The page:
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ministe_2003ministe_2003 

Mapping fields outside of the code

Hi all,

I have written a java application which imports csv files containing records from various ERP systems and creates/updates them in salesforce.

to do this I simply create SObjects in code like so:

		    	  Opportunity o = new Opportunity();
		    	  o.setOwnerId(record.get(1));
		    	  o.setAccountId(record.get(5));
		    	  o.setName(record.get(7));
		    	  o.setCloseDate(Main.formatDate(record.get(8)));

 and then upsert the records, which is working very well.  FYI, record is an entry in a 2d array and get() simply retrieves a value from that entry, in the corresponding position to the column it was on the csv file.

 

However I wonder if its possible to do this outside of the code and map the fields in an external properties file.  My reason for this is if we want to start recording additional fields, or stop recording an existing one, it would require a code change.

 

Is it somehow possible for an unskilled user to be able to open up a file in notepad and manage this?  To be honest I'm failing to see how it could be possible really because presumably the value assignment to a field would have to be written in code as above, but is there some way?

 

Thanks

Best Answer chosen by Admin (Salesforce Developers) 
colemabcolemab

Judging by your methods (i.e. setAccountID) It looks like you are using the enterprise WSDL.  This is very strongly typed but because of that you get those prebuilt get/set methods for each field - at the cost of having to regenerate the WSDL for any new fields.

 

If you were on the partner WSDL you could use the .setField method which looks something like this when called:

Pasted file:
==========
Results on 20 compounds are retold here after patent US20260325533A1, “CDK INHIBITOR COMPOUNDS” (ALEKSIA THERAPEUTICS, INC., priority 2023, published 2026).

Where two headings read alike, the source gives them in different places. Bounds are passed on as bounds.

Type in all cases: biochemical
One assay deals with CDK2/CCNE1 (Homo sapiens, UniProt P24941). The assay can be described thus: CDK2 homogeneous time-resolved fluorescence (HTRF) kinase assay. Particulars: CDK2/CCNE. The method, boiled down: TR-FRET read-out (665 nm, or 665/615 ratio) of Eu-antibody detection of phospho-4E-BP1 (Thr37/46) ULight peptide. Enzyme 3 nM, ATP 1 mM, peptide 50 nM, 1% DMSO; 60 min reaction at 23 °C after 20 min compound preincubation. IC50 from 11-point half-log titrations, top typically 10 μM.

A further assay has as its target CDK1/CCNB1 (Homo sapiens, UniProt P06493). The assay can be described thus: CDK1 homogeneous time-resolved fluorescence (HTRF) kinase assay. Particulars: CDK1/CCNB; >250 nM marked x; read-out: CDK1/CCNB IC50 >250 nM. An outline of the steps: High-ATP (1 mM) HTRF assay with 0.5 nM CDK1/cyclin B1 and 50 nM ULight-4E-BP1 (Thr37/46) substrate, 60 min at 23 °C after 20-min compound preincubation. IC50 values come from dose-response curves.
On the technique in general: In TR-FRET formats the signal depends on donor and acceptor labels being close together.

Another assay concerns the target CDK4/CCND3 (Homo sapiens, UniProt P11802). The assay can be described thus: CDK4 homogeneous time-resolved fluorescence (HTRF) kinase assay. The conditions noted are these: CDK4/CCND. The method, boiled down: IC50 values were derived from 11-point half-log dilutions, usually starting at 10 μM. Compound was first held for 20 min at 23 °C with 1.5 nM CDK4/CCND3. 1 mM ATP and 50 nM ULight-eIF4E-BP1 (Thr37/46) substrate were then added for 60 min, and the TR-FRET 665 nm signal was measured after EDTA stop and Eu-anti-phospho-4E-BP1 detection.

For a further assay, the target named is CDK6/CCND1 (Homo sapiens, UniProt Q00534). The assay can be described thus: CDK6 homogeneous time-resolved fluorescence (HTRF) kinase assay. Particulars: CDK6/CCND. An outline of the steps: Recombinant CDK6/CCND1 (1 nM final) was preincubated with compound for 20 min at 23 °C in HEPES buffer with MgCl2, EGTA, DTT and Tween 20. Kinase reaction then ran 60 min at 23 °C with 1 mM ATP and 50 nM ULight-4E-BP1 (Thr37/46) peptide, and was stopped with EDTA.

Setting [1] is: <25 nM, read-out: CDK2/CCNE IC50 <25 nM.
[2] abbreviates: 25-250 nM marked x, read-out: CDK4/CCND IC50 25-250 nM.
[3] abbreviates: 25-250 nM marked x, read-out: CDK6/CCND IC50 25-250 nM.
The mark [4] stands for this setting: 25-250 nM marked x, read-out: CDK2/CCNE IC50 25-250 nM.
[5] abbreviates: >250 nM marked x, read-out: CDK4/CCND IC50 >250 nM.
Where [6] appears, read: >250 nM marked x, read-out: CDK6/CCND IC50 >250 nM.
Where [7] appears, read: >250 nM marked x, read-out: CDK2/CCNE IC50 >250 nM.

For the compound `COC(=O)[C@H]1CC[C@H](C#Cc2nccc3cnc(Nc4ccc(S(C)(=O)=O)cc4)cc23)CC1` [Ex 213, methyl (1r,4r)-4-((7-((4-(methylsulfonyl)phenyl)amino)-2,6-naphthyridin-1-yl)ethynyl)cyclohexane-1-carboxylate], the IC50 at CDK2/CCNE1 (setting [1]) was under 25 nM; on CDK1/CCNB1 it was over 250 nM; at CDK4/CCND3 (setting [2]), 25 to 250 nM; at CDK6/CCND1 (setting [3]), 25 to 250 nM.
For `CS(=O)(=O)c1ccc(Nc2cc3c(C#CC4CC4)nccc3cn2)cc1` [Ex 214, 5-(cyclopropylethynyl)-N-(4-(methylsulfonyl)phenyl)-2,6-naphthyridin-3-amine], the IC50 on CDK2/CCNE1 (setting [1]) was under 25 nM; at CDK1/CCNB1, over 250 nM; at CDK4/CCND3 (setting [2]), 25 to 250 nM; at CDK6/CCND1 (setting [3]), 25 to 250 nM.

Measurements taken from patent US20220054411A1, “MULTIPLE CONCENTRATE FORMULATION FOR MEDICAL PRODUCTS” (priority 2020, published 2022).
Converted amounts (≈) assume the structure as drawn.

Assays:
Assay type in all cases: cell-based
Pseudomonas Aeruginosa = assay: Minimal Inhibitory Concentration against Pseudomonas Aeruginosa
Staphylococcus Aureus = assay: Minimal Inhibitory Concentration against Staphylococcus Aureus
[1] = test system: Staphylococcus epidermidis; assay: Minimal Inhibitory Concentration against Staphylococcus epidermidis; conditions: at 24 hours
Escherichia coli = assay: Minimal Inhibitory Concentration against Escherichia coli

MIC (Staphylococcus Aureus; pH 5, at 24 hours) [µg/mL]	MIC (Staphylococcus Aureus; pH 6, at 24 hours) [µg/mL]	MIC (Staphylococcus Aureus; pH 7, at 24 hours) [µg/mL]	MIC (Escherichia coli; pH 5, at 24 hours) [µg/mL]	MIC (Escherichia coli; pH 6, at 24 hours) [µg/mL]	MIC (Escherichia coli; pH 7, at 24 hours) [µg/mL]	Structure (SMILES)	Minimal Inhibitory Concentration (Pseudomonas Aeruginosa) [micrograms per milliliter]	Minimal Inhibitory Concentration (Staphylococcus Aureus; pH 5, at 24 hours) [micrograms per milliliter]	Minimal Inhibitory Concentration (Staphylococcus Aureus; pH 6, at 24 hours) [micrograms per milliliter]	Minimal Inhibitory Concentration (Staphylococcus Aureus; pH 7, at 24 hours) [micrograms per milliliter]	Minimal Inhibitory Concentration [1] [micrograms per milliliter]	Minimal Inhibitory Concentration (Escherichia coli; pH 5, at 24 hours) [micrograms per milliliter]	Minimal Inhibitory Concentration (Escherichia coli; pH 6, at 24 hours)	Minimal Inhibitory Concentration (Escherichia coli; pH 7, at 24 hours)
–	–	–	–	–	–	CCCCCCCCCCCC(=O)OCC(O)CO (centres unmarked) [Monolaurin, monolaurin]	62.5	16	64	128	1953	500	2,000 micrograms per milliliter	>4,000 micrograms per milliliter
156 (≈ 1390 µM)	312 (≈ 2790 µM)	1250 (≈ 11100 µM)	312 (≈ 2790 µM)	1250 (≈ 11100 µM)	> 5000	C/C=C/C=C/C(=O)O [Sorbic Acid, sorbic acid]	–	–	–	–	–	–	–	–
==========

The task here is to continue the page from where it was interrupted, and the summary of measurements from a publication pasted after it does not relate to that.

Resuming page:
MyObject.setField(name, value)

 

In this call, you specify in a string the name of the field you want to update.  So you could pull that from a text file or some other location.

 

I think the Java Preferences API would be a great tool to use on the back end for storage.  However, you would have to build a GUI to manage those settings.

All Answers

colemabcolemab

Judging by your methods (i.e. setAccountID) It looks like you are using the enterprise WSDL.  This is very strongly typed but because of that you get those prebuilt get/set methods for each field - at the cost of having to regenerate the WSDL for any new fields.

 

If you were on the partner WSDL you could use the .setField method which looks something like this when called:

MyObject.setField(name, value)

 

In this call, you specify in a string the name of the field you want to update.  So you could pull that from a text file or some other location.

 

I think the Java Preferences API would be a great tool to use on the back end for storage.  However, you would have to build a GUI to manage those settings.

This was selected as the best answer
ministe_2003ministe_2003

Thanks for that, when I get time I'll have a go at re-writing the application using the Partner WSDL and see how I get on.  I assume you're recommending the JP API as a tool to store the field mapping over just a text file, is that correct?

colemabcolemab

For advanced data structures that, I do think that the JP API can be a good fit as you can indirectly store an object. Of course, when it comes to medium-large data sizes and/or search ability this is never a replacement for a database.

 

See these notes from the IBM page "The first trick is to turn an object into a byte array. The reason for doing this is simple: although the Preferences object does not handle objects, it does handle byte arrays."

 

However, if you are using very simple data structures and don't want to program a GUI for reading / writing to the JP API you may find a text file more convenient.